Daven at home or at shul? (Daf Yo.Me Brachos 8)

The synagogue had been struggling to get a morning minyan for some time.  Reb Zundel, the shul’s rabbi for over half a century, had taken to knocking on doors each morning, to encourage minyan attendance.  Arriving on the doorstep of a certain businessman, Mike, he was invited in with great kavod (respect).

“Mike’le,” asked the aged rabbi, “Why don’t you come to shul and daven with the minyan?”

“You know, Rebbe,” he replied, “I have a few daughters.  And so I believe it’s important for me to daven at home.  That way they’ll have the opportunity to see how a Jew davens with tallis and tefillin.  If I were to go to daily minyan, when would they ever see these integral prayer items?”

“Really?” Reb Zundel responded with a sigh, “did you ever consider bringing your little girls with you to shul?”

Rabbi Natan says: How do we know that the Holy One, blessed be He, does not reject the prayers of the congregation? For it is said, ‘Behold, Hashem despises not the mighty.’

The Holy One, blessed be He, says: If a man occupies himself with the study of the Torah and with works of charity and prays with the congregation, I account it to him as if he had redeemed Me and My children from among the nations of the world.

Resh Lakish taught: Whoever has a synagogue in his town and does not go there to pray is called a bad neighbour.

Davening in shul versus davening at home is incomparable.  When you daven at home, you’re davening all alone, not just physically, but also spiritually.  When you daven by yourself, the Almighty looks at you and says, “Let’s see, Chaim Yankel is asking for all these things.  Does he really deserve them?”  And He turns to the angelic accounting department for an income and expenditure report.

What happens when you daven at shul?  Hashem looks at the crowd and says, “You know what?  On the whole, they’re a pretty decent bunch.  I’m going to give them what they’re asking for.”  That’s the meaning of Rabbi Natan’s teaching.  While He might not heed the prayers of an individual, the prayers of a congregation are never rejected.

The Mishnah in Pirkei Avos teaches, “The world stands on three things: on Torah, on prayer, and on acts of charity.” True, these three are the pillars that uphold the world.  But our Gemara takes it a step further.  If you want to do more than simply maintain the status quo, if you want to actually redeem the hidden sparks of the Divine that have been scattered across the globe, you need to act cooperatively.  When you learn Torah, engage in charitable work, and pray together with a community, you transform the universe.  Why?  Because it takes much more energy to coordinate your efforts with other people.  It takes patience and flexibility.  It takes compromise and goodwill.  When you learn to work with others for the greater good, you make this world a better place for everyone, even for the Almighty Himself!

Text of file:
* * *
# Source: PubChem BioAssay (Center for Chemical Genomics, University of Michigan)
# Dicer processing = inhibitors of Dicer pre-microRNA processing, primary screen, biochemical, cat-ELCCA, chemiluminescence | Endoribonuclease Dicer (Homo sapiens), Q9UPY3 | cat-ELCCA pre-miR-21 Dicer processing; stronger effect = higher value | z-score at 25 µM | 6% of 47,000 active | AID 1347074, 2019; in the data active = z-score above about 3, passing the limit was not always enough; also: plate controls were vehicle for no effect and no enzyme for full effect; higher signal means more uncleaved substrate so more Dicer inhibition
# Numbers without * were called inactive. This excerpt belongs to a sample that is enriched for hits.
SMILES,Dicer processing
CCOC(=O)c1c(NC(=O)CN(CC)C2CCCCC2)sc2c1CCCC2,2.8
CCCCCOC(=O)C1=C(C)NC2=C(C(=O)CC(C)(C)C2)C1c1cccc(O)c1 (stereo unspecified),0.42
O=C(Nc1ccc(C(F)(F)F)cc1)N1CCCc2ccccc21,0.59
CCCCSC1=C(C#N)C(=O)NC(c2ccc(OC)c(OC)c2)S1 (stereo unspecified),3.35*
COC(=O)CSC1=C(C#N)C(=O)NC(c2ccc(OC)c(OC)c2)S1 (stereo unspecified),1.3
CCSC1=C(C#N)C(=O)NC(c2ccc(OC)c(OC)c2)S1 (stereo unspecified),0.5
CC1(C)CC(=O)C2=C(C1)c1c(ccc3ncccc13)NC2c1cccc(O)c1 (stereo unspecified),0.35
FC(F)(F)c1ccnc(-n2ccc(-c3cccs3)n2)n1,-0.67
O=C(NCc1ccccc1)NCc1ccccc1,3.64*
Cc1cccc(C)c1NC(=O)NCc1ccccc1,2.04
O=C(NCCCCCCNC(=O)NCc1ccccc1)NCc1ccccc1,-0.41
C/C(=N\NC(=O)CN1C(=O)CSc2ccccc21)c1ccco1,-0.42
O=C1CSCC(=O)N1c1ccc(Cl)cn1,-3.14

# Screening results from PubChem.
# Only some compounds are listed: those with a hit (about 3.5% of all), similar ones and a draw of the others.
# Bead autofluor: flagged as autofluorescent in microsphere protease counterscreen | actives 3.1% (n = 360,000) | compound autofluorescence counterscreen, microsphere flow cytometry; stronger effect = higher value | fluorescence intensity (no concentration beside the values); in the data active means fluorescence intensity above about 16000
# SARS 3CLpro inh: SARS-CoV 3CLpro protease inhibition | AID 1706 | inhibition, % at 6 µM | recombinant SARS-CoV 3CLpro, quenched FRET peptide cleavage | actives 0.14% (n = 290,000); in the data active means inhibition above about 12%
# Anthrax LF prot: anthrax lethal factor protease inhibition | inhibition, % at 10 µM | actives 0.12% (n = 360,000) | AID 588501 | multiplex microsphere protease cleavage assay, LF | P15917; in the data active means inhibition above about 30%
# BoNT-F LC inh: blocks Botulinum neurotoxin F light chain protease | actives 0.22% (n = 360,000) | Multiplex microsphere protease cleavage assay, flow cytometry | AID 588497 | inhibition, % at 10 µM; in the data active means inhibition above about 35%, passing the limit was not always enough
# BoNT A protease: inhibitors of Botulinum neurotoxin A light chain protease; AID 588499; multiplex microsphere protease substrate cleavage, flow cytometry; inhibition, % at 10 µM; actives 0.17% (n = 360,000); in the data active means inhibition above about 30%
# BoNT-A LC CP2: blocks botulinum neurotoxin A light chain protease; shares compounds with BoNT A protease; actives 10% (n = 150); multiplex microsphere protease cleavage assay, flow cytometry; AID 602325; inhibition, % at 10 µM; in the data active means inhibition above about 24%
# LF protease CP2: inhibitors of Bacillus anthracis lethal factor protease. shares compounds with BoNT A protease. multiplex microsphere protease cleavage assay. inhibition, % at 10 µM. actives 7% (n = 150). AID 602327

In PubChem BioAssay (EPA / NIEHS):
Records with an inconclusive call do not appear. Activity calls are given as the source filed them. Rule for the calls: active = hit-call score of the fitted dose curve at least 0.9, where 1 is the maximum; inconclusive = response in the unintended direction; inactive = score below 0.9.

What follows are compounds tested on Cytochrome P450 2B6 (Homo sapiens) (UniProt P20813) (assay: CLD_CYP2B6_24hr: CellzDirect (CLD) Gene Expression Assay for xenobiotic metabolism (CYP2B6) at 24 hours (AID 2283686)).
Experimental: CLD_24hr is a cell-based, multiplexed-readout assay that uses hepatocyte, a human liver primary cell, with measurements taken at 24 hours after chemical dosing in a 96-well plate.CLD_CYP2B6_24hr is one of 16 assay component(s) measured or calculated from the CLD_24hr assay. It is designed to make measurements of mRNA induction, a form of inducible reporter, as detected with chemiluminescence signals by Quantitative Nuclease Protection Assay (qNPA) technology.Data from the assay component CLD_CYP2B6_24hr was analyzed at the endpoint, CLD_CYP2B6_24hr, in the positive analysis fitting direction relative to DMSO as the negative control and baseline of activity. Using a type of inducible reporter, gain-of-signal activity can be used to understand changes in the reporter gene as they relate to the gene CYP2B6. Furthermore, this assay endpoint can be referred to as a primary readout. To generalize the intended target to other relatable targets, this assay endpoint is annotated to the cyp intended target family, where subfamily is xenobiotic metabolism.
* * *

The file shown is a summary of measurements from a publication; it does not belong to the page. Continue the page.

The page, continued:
And that’s why an individual who has a shul in the area and chooses to daven at home is considered a bad neighbour.  Yes, they’re praying.  And they could be the most meritorious person on Earth.  But if they’re not willing to share some of that merit with the rest of the community, it means they’re not interested in making this world a better place.

If you want your prayers to go directly to Heaven, you need to go directly to shul!  Don’t worry if your merits are less than perfect, you will ride the wave of congregational goodwill as the Almighty looks down upon you with favour.  May you always be a good neighbour and make this world a better place!

About the Author
Rabbi of Hampstead Garden Suburb Synagogue, London, UK.
Related Topics
Related Posts
Comments